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10 Best Psychopath Movies Ever Made

Who is a psychopath? The good old Wikipedia definition of psychopathy states it to be a personality disorder, exhibited by persistent antisocial behaviour with less or no empathy or remorse with bold and disinhibited characteristics. It’s usually believed that the psychopaths or psychos in short are lunatics and crazy people. But in reality, they understand human behaviour better than most people and that’s what makes them so dangerous. Filmmakers have had some what dangerous affinity towards these psychopaths and have churned out numerous movies about them. The following list picks up some of the most memorable psychopath portrayals in movies, where the characters have given us the creeps, the shrieks and the jitters. Most importantly, they made us believe that they are real.

I currently feel that the term ‘psychopath’ is incorrectly thrown around a lot these days, without understanding the correct pathology of it. The human mind is a hive of complex thoughts and mechanisms, and psychopathy, psychosis, dementia, dissociative identity disorder, among others, are only a few of the disorders it faces, that are often used under the umbrella ‘psychopath’ term. Similarly, serial killer movies are often termed psychopath movies, while it may not be true always. A psychopath can be extremely calm and blended with the environment for all you know, even proving to be harmless in some situations unless triggered otherwise. To sum it up, a psychopath’s primary differentiator is a plain lack of empathy for his actions, however gruesome they may be, mental or physical.

All of it falls under inherently grey areas with a lot of overlaps, but we have tried to (mostly) steer clear of psychological and medical connotations to bring you a list of top movies about psychopaths. On this list, you will find psychopath killer movies, psychopath horror and thriller films. You can watch several of these best psychopath movies on Netflix, Hulu, or Amazon Prime.

1. Seven Psychopaths (2012)

Seven Psychopaths (2012)

‘Seven Psychopaths’ was indeed a welcome break in this list of increasingly violent and disturbing psychopath films. I agree that the septet of oddballs might not be textbook psychopaths, and might even be toned down versions of a lot of psychopaths compared to other films on this list. However, that doesn’t for one second deter ‘Seven Psychopaths’ from being a damn good film based on them, and that it even brought a smile to my face along with an occasional chuckle or two at its sadistic, firebrand kind of dark humour, is completely to its merit.

The film boasts of bringing together a stellar ensemble cast including Colin Farrell, Sam Rockwell, Woody Harrelson, and Christopher Walken, all of whom, especially Rockwell, appear to be having a blast, and that adds a lot of levity to the plot and the outlandish violence that is often characteristic and accompanying of a dark comedy of this nature. The ludicrous plot of the film should be reason enough to invest your time in this, but if you have seen the rather excellent ‘In Bruges’ (2008) by the same director, Martin McDonagh, you will get it, and love it for what it is.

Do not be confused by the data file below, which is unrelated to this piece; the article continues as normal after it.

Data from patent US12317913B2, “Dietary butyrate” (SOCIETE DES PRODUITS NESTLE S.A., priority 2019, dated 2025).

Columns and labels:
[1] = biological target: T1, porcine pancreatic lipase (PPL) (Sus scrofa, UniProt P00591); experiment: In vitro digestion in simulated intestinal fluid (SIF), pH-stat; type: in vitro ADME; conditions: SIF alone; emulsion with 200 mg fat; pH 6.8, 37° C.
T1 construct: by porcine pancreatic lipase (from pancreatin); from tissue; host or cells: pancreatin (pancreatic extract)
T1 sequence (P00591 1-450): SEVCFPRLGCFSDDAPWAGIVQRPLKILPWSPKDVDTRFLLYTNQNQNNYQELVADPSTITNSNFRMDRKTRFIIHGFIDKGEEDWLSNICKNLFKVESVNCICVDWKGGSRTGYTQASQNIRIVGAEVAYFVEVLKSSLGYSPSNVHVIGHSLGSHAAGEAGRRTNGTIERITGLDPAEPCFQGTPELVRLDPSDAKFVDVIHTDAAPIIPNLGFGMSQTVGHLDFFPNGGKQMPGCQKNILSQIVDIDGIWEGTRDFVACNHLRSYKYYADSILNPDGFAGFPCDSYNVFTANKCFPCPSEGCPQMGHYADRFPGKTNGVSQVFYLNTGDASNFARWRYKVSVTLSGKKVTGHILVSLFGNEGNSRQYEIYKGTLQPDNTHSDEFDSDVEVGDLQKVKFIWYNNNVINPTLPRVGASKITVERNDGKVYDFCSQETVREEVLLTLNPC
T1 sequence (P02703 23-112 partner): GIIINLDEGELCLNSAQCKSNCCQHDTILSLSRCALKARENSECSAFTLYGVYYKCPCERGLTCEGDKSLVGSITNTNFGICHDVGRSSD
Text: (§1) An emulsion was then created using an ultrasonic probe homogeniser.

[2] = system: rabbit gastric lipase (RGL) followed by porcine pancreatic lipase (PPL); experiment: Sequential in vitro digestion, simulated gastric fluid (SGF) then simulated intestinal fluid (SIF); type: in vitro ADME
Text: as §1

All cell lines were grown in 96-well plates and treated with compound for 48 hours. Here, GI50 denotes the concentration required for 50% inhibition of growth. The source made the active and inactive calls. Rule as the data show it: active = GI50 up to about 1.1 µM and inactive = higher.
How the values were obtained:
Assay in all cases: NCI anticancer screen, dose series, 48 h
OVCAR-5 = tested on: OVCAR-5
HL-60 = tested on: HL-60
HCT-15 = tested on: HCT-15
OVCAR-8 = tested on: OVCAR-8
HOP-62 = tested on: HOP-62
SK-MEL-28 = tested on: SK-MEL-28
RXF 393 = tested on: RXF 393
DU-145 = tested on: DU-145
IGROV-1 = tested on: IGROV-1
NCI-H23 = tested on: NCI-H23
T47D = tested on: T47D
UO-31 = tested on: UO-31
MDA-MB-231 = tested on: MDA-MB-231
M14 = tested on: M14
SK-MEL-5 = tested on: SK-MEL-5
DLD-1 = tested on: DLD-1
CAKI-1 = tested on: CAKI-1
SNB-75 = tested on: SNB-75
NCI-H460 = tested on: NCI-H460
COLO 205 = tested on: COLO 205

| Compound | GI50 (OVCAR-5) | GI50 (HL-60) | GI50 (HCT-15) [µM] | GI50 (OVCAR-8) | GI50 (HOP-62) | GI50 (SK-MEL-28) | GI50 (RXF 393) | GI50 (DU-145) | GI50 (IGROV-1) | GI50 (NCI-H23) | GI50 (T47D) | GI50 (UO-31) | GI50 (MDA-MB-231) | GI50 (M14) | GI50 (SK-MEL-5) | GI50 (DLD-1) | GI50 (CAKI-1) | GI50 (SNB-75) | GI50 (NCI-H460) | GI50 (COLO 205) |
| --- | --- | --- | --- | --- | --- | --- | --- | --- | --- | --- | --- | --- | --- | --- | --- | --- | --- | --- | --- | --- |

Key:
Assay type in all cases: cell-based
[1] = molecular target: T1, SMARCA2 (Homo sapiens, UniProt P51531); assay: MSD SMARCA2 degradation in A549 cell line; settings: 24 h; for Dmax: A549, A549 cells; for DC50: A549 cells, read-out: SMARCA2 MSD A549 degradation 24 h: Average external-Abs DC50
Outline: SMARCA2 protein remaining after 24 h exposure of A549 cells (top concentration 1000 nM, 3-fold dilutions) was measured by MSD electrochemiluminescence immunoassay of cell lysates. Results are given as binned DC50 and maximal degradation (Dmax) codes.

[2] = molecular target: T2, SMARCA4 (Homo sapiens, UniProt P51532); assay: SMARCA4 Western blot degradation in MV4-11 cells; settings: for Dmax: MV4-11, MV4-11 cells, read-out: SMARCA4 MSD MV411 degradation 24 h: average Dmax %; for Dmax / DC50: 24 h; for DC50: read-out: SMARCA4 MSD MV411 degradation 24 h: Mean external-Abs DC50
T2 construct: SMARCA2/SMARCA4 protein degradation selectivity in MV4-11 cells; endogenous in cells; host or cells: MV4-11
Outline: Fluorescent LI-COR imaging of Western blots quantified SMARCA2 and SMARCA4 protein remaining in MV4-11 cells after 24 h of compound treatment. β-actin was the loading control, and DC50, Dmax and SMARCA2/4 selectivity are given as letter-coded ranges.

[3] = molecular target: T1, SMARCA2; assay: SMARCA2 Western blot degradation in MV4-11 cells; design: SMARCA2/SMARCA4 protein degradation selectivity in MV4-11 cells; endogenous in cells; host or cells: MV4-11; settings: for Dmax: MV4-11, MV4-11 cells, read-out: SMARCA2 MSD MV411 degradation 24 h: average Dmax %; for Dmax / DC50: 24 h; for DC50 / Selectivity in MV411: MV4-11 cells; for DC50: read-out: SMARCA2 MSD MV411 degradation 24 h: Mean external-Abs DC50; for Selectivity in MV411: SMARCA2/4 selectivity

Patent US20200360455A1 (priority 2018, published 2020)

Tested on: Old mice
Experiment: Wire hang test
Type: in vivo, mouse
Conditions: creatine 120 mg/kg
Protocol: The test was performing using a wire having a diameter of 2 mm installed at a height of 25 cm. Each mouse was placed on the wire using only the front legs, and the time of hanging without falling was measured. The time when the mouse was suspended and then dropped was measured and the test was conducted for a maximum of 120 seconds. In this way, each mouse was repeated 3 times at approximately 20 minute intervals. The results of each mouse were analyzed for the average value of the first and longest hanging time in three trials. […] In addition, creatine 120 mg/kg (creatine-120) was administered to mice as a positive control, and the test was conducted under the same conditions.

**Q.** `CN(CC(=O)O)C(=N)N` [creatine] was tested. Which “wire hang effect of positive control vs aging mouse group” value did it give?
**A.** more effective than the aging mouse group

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2. Basic Instinct (1992)

The only film on this list with a primary female psychopath holding the reins, ‘Basic Instinct’ is also Sharon Stone’s claim to international fame for playing the murderous femme fatale Catherine Tramell. The film is often remembered only for its famous interrogation scene that declared Sharon Stone as a symbol of sexuality the world over, her character’s more mental traits are often glanced over in favour of the physical ones. She is bold, confident, often apathetic to no cause, and cold and manipulative as ice (pun intended).

While we do not necessarily see her undergoing an overtly psychopathic violent outbreak in the film as many of the characters in this list do, it is her calm, calculating nature that really puts her there among the best movie psychopaths, albeit a strong and sultry one. The only thing that puts me off about her character is the one cliché that writers often employ for a female psychopathic character, and that is her inherent use of sex as an object of leverage. Apart from that, there is much to enjoy in this guilty pleasure of a film and Sharon Stone’s scene stealing act.

3. Wall Street (1987)

Wall Street (1987)

Gordon Gekko is the kind of psychopath you most probably come in contact with in your daily life and have the most possible chance of encountering personally among all the ones listed here, although god help us if we encounter any. He is not the murderous, violent kind. Perhaps a nice dial back from the serial killer genre that the psychopath films find a fair overlap with, Gordon Gekko is a suave, successful Wall Street guy, whose innate psychopathic characteristics unveil themselves as the film progresses. He is shown consumed by greed accompanied with a lack of empathy and responsibility for the actions he takes in his pursuit to get it, which also consequentially reflects the capitalistic nature of the corporate world we live in. His “greed is good’ speech, while putting Michael Douglas’ great showmanship on display, is also something that immediately established his character as an antagonist.

Voted as one of the realest and most plausible depictions of a psychopath on film on multiple platforms, Gordon Gekko’s cunning, manipulative and even dangerously narcissistic act is a perfectly underplayed, uncanny ploy, and that’s what should give you the jitters.

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4. Misery (1990)

Based on Stephen King‘s novel of the same name, it tells about a fan who abducts her favourite author for killing a character from the novel. Misery brought Kathy Bates an Oscar for her portrayal of a cunning and vicious Annie Wilkes. Her character is the text book description of a psychopath, perfectly sane and rational while torturing her captive.

5. Funny Games (1997)

Funny Games (1997)